Why go Responsive?
We’ve been experiencing an exponential growth of technology within the last five years. All new devices that come into play need to be Internet ready; bringing along a lot of different screen resolutions. In the field of web design and development, we’re unable to keep up with that pace. Everything suggets the in 2015 the most common platform used for eCommerce will be Mobile. If we’re not ready we could risk losing visitors to our sites.
One way to solve this could be to develop specific applications for each device. We could just hire companies to develop specific applications for today’s most used platforms (iOS and Android). But what about tomorrow? What about Windows’ mobile users? I know that some people may think Blackberry is out of the equation, but how about their high management company users? Consider this: is your site fully viewable on a iPad? What happens when the user changes from landscape to portrait mode? and what if you go to a Samsung Galaxy phone?
Working on the web, is a constant change. Our work is often refined or replaced within a year or two. We need to adapt to survive!
Smashing Magazine: “Responsive Web design is the approach that suggests that design and development should respond to the user’s behavior and environment based on screen size, platform and orientation.”
Wikipedia:“Responsive Web Design (RWD) essentially indicates that a web site is crafted to use Cascading Style Sheets 3 media queries, an extension of the @media rule, with fluid proportion-based grids (which use percentages and EMs instead of pixels) , to adapt the layout to the viewing environment, and probably also use flexible images”
With the mix of flexible grids and layouts, flexible images and a strong knowledge of CSS media queries, your site could adapt to viewport modifications. That’s Responsive.
Being a huge fan of grid system, I don’t hesitate to adopt a fluid grid system to achieve the responsive look. They all use variations on their CSS definition to achieve the look. Some use percentages others use pixels. Get to know them and choose wisely.
Magento How To
Once you have adopted your grid system it’s time to get it working on Magento. This will be a quick introductory on how to do it. Let’s assume that we’re using Magento Enterprise and that we are working with skeleton grid system.
- Upload your grid system to the /skin/frontend/enterprise/[template] folder
- Include your new CSS file on the /app//design/frontend/[template]/layout/local.xml
- Modify files 1column.phtml, 2column-left.phtml, 2column-right.phtml and 3columns.phtml located at
/app/design/frontend/[template]/template/page/. Add the class container to the wrapper div.
<div id="wrapper" class="container">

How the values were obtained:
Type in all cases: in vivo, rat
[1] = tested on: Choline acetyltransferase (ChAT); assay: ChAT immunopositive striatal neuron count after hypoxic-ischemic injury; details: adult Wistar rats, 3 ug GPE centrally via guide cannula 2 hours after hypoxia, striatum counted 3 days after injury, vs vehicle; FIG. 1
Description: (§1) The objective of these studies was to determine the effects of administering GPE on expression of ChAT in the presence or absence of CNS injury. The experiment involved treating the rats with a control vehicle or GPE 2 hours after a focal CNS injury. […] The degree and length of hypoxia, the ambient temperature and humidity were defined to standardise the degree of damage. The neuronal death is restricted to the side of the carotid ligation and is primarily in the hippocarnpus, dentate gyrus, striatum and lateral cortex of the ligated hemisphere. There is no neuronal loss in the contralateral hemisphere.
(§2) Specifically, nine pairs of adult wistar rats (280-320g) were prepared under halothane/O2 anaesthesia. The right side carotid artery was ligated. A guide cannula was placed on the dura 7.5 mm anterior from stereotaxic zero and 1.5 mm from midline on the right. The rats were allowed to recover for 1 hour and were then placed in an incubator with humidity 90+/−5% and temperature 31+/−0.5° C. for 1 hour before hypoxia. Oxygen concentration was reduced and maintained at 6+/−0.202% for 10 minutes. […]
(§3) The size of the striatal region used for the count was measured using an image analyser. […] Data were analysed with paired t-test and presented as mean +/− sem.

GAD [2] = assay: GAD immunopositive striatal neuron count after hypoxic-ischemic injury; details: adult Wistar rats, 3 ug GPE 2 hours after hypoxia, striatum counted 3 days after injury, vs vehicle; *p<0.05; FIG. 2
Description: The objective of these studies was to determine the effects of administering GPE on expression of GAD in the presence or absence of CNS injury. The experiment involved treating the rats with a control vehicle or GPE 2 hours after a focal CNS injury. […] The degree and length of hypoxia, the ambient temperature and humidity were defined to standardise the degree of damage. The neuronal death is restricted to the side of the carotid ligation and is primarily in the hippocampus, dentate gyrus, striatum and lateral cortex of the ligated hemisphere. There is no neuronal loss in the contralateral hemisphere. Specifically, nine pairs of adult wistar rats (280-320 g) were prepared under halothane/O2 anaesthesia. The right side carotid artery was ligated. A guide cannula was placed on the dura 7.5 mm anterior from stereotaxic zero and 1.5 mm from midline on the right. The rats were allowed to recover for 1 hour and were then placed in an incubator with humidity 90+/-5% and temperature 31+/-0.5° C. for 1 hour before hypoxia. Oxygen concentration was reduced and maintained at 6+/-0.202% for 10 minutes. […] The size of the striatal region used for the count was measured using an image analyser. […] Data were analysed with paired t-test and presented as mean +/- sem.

- Finally is up to editing all the files needed. Start adding the rows and columns accordingly. I leave you with a header.phtml example
<div class="header-container"> <div class="header"> <div class="row"> <div class="nav nine columns offset-by-seven"> <ul class="top-nav"> <?php echo $this->getLayout()->createBlock('cms/block')->setBlockId('top_links')->toHtml() ?> </ul> </div> </div> <div class="row"> <div class="logo four columns"> <?php if ($this->getIsHomePage()):?> <h1 class="logo"><a href="<?php echo $this->getUrl('') ?>" title="<?php echo $this->getLogoAlt() ?>" class="logo"><img src="<?php echo $this->getLogoSrc() ?>" alt="<?php echo $this->getLogoAlt() ?>" /></a></h1> <?php else:?> <div class="logo"><a href="<?php echo $this->getUrl('') ?>" title="<?php echo $this->getLogoAlt() ?>" class="logo"><img src="<?php echo $this->getLogoSrc() ?>" alt="<?php echo $this->getLogoAlt() ?>" /></a> </div> <?php endif?> </div> <div class="twelve columns"> <div id="cart-wrapper"> <?php echo $this->getChildHtml('topCart') ?> </div> </div> </div> <div class="row"> <?php echo $this->getChildHtml('topMenu') ?> <?php echo $this->getChildHtml('topSearch') ?> </div> <div class="row"> <hr class="sixteen columns"> </div> </div> </div>
If you’re interested in responsive web design, adaptive web design or progressive enhancement (or if you’ve not heard of them), a good way to start will be to read about it. Here’s a quick list of reading material for you:
- Responsive Web Design (article by Ethan Marcotte from May, 2010)
- Responsive Web Design (book by Ethan Marcotte)
- Responsive Web Design: What It Is and How To Use It (article by Smashing Magazine)
- A Beginner’s Guide to Mobile Responsive Design (article by STUDIOPRESS)
I think that the constant changes in the Internet is meant to keep us web designers and developers entertained. We need to keep ourselves up to date with new technologies. In the end it’s all about making the best recommendation to our clients based on their requirements. Every client is an unique case. Keep yourself informed on the latest and future trends. When it comes to decisions such as building an application or moving forward to responsive, make the best suggestion based on your client’s expectation and budget.